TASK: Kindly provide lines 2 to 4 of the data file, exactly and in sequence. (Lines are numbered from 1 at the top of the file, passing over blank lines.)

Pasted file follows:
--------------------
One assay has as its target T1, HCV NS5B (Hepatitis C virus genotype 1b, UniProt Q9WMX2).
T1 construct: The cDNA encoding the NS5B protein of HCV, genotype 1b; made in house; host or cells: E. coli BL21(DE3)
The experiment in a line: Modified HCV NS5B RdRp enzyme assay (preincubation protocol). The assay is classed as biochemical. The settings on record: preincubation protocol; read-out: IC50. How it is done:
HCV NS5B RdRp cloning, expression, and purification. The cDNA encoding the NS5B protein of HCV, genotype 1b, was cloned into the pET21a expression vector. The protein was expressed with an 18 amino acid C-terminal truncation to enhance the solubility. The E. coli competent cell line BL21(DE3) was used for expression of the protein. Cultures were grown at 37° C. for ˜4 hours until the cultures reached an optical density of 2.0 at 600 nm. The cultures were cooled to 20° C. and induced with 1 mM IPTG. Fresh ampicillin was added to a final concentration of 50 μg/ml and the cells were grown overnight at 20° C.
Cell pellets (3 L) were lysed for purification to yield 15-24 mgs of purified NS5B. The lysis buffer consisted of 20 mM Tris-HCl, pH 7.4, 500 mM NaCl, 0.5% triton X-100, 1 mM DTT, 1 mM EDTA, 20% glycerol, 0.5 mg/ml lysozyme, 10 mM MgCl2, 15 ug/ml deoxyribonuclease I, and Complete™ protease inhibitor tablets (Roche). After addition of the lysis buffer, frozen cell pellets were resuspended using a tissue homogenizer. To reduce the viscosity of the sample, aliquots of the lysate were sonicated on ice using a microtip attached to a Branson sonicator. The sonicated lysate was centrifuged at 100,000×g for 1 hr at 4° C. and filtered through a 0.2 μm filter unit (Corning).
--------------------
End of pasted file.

T1 construct: The cDNA encoding the NS5B protein of HCV, genotype 1b; made in house; host or cells: E. coli BL21(DE3)
The experiment in a line: Modified HCV NS5B RdRp enzyme assay (preincubation protocol). The assay is classed as biochemical. The settings on record: preincubation protocol; read-out: IC50. How it is done:
HCV NS5B RdRp cloning, expression, and purification. The cDNA encoding the NS5B protein of HCV, genotype 1b, was cloned into the pET21a expression vector. The protein was expressed with an 18 amino acid C-terminal truncation to enhance the solubility. The E. coli competent cell line BL21(DE3) was used for expression of the protein. Cultures were grown at 37° C. for ˜4 hours until the cultures reached an optical density of 2.0 at 600 nm. The cultures were cooled to 20° C. and induced with 1 mM IPTG. Fresh ampicillin was added to a final concentration of 50 μg/ml and the cells were grown overnight at 20° C.